Theodore M. Etting, Esq., of the Philadelphia bar.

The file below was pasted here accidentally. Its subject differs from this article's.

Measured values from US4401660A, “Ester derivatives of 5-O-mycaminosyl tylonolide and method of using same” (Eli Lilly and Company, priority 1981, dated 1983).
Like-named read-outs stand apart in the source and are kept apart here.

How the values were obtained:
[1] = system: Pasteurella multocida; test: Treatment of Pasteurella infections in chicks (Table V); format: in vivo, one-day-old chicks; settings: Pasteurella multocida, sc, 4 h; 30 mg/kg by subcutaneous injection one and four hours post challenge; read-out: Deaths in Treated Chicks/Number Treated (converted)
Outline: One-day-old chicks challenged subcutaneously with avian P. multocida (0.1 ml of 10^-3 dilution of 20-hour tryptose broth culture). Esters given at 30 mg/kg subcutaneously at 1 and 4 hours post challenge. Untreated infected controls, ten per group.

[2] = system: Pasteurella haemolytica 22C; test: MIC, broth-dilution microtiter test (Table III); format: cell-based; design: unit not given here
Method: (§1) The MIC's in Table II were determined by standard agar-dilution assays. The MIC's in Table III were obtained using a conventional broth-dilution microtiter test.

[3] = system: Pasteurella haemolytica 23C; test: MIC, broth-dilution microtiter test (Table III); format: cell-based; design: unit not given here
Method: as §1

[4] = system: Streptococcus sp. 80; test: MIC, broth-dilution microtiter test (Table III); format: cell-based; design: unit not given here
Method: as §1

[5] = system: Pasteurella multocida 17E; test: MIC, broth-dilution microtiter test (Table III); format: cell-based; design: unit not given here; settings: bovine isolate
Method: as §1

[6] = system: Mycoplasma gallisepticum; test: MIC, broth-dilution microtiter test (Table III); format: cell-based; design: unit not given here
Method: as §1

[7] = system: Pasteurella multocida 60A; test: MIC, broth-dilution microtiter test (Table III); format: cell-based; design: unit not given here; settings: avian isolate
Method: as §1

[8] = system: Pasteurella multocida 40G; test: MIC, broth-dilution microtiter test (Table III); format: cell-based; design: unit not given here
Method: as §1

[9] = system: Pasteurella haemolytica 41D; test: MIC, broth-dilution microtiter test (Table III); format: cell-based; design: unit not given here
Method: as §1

NELSON, J. At slmrise on the morning of December 31, 1885, the Dido, then on a fishing voyage on George's banks, in latitude 41 deg. 9 min. N., and longitude 66 deg. 30 min. W., fell in with the British schooner Maggie Willett, in a disabled condition, flying a signal of distress. It appears from the protest of the master, and the other evidence in the case, that the Maggie Willett sailed from Halifax on the twenty-fifth of December, 18R5, bound for New York, with a oargo of dried and pickled fish. On the day following she encountered a violent gale from N. E., in which all her sails were torn or blown away, her main-boom and gaff broken, her foremast sprung, the coat around her mainmast damaged, her bulwarks and galley broken in, her house started, and her boats, galley-stove, and all her water, fuel, and cooking utensils washed overboard by the seas. The place where she was discovered was in the .vicinity of dangerous shoals, upon which she was drifting. Her men had Leen without fresh water for five days, and were suffering severely from hunger. thirst, and cold. They were taken on board the Dido, and their wants supplied. Afterwards six men from the crew of the Dido were put on board of her, with provisions and fuel, and the Dido's stay-sail and riding-sail, and she was then taken in tow by the Dido, and started for Gloucester. After towing 13 hours the tow-line parted, and from that time she proceeded uuder the riding and stay sails and the remnants of her own sails, the Dido accompanying her, and arrived in Gloucester the morning of January 3d. The disputed points were whether the master of the Dido took any unfair advantage in getting possession of the Maggie Willett, and was justified afterwards in retaining possession of her. There is no evidence in the case to sustain the defense that the Dido's men, by exaggerating the danger, worked upon the fears of the men on the Maggie Willett, for the purpose of getting possession of her. The extreme peril of the situation was recognized by all, and Capt. Bissett, of the Maggie Willett, admits that he was taken off at bis own request. When first spoken by the Dido, Capt. Bissett asked to be supplied with water and sails, and was answered that water could be furnished, but that the Dido had no spare sails. As two sails from the Dido were afterwards used in navigating the Maggie Willett to Gloucester, the inference is drawn that in refusing to supply them Capt. Thomas, of the Dido, did not act in good faith. But the explanation is simple and satisfactory. The riding-sail and stay-sail were the sails used on the fishing ground for keeping the vessel in position while the crew were engaged in fishing, and were indispensable for that purpose. Without them the voyage would have to be abandoned. She had no spare sails which she could furnish if she continued on the fishing ground. She could be navigated without them, but her men could not fish. There was no misrepresentation when they were refused. Capt. Bissett states in his protest that be fore starting for Gloucester he requested to be put aboard -his vessel